The joy of the Internet is also its drawback: there is simply too much information, much of it excellent, for the mind to absorb. I hope that in making these suggestions for your web surfing I have singled out some of the best.

You might want to start thinking of drawing in a new way, for example by using Microsoft Kinect for Xbox 360. All you need to do is move, without controllers. I suspect we will be seeing a lot more of this applied to art, but this will give you a brief start.

The Hamburger Bahnhof Museum for Contemporary Art in Berlin has received much praise, but especially for its innovative current exhibit designed by a scientist/artist. For roughly $1300. USD you can spend the night in this former train station as part of a huge experiment. Your stay will include one bed, twenty-four canaries, and lots more. Future exhibits planned at this "Museum of Now" can be seen here.

The Massachusetts Institute of Technology has developed a laser camera that can see around corners, which they describe as "like having X-ray vision without the X-rays". The experimental camera uses bursts of ultra-short high-intensity laser lights lasting one quadrillionth of a second to show a scene. (For the mathematics addicts among you, that translates to 0.000000000000001 seconds.

Douglas Beube is a mixed-media artist and curator who has put together an exhibition called "The Book Under Pressure". Shown here is a mediated series of Life Magazines, designed to make you think about books and book-making in a new way.

A persistent British curator has succeeded in identifying Giotto's Ognissanti Crucifix, which has been a subject of dispute since its origin in the early fourteenth century. Abandoned in a small antechamber of a Florentine church, the true nature of its identity was revealed when Anna-Marie Hilling succeeded in lifting centuries of grime, allowing the true colors of the piece to shine.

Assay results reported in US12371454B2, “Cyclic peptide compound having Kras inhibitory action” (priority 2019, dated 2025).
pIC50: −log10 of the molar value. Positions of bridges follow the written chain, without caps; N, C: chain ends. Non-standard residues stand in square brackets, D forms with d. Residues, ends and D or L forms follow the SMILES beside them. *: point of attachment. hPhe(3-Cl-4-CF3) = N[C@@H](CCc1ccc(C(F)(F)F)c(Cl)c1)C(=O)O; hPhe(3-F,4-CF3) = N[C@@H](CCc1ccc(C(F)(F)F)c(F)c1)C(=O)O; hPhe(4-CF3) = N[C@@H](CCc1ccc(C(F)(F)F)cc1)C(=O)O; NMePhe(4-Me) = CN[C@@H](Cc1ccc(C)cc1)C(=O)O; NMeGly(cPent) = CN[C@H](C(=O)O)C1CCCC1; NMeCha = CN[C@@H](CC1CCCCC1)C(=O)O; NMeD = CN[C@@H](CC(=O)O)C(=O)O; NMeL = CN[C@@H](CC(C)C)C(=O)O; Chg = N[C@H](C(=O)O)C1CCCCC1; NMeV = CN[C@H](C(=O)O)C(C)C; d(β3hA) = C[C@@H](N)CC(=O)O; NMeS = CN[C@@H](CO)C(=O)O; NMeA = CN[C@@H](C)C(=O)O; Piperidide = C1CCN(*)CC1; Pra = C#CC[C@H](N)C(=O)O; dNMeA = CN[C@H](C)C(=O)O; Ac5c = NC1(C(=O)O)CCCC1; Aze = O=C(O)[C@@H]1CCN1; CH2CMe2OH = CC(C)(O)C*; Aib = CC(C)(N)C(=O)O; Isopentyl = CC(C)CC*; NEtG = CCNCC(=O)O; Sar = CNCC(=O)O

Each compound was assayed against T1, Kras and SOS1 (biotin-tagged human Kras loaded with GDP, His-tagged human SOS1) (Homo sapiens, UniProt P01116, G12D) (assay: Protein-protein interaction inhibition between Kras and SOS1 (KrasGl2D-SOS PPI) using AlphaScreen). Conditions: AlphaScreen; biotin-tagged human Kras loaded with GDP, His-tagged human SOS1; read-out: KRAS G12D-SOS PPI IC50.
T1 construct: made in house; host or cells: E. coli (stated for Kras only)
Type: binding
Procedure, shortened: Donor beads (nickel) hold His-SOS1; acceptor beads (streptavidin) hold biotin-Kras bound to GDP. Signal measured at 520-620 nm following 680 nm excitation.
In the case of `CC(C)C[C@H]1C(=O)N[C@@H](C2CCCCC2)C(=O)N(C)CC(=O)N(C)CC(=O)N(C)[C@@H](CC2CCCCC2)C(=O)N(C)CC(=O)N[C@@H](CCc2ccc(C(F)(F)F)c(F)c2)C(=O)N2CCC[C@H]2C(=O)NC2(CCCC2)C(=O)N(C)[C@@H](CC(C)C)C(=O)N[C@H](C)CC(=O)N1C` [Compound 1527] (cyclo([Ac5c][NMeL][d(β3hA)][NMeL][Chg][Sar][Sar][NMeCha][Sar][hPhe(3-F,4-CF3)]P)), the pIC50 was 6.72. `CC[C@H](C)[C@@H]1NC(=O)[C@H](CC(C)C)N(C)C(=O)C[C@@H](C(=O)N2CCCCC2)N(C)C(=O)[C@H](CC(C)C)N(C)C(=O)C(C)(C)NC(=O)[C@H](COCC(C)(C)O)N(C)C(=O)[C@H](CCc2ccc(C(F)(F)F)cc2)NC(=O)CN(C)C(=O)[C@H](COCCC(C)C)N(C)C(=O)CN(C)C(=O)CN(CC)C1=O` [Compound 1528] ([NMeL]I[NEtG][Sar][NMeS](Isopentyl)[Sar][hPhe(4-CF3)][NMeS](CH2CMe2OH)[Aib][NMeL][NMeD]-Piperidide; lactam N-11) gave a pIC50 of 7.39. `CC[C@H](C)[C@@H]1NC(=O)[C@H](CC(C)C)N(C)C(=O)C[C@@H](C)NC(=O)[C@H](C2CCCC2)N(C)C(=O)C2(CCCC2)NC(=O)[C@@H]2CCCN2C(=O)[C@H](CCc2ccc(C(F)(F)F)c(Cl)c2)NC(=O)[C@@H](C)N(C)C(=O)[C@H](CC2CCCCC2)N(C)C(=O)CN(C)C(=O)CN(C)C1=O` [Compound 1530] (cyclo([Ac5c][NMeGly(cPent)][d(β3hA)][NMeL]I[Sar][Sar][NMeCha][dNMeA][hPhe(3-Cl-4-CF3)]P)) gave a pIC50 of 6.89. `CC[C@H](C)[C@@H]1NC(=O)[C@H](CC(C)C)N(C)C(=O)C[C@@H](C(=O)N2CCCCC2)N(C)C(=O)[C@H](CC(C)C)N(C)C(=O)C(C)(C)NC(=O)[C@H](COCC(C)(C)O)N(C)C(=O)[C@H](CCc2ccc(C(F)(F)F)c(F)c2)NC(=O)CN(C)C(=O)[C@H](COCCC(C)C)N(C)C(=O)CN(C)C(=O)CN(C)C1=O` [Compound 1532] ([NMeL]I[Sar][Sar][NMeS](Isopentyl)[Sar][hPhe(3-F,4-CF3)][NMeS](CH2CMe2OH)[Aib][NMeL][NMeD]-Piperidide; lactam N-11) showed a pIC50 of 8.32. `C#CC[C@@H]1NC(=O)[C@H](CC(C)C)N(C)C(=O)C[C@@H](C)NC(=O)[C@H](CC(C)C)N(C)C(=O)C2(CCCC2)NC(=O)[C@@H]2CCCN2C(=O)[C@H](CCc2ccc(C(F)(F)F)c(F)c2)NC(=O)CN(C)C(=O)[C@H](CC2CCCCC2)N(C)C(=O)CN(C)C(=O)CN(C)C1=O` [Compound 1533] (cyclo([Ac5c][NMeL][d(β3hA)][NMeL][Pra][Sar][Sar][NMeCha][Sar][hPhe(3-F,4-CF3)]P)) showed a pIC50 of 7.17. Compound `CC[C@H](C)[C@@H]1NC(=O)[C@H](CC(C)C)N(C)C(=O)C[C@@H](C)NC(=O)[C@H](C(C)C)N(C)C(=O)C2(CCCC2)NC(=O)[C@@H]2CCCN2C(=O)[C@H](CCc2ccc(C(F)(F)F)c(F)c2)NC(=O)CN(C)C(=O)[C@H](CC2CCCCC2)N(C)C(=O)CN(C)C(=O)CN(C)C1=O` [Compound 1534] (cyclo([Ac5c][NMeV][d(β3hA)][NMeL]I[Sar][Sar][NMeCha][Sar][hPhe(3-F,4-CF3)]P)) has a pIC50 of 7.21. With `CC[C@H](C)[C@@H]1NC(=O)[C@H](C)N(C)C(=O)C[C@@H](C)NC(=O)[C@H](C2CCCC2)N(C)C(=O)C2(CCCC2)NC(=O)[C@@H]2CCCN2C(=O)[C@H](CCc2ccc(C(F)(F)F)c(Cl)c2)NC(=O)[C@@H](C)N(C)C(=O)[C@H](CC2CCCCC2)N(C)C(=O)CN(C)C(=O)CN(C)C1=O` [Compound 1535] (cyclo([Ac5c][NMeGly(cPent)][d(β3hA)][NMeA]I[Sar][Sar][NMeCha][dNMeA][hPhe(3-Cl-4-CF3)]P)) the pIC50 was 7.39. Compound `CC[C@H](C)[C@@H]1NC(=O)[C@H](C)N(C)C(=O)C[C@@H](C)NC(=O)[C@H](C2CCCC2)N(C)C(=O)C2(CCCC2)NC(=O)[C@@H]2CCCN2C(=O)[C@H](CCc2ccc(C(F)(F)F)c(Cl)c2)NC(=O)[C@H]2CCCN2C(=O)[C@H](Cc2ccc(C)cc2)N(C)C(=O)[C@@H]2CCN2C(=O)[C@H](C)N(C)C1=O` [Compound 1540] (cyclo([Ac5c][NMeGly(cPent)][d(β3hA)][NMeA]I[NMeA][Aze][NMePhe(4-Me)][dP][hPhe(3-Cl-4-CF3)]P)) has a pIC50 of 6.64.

Tom Lowe's dramatic time-lapse photography wil be featured in a new film called "TimeScapes" in 2011. Another view of the photography can be seen here.

Thomas Houseago's sculptures, combining media into unusually expressive solid forms, will be shown this winter at the Modern Art Oxford and the Renning Collection in Vancouver. More of the artist's work can be seen at CFA Berlin as well as at the Michael Werner Gallery in New York.

Markus Lupertz does not worry about public opinion. "I only work with students who admire me and think I am great. If I am not the one that takes their breath away, I don't feel like working with them, because this would be a waste of time", he states. His new statue of Hercules shows the mythical figure with one arm, a huge nose, and misformed legs. His statue of Mozart ruffled more than a few feathers, including Gerhard Richter, the prominent German painter, who called the sculpture a "depravation of public art". (The Mozart sculpture is on the right margin of the site.) More of the Lupertz oeuvre can be seen at the Bill Lowe Gallery website.

Darcy Padilla has received the W. Eugene Smith Grant of $30,000. USD for her work documenting how humans deal with deep poverty. Padilla's concern for the disenfranchised extends far beyond photographing them and into the stories of their lives.

c.Corinne Whitaker 2011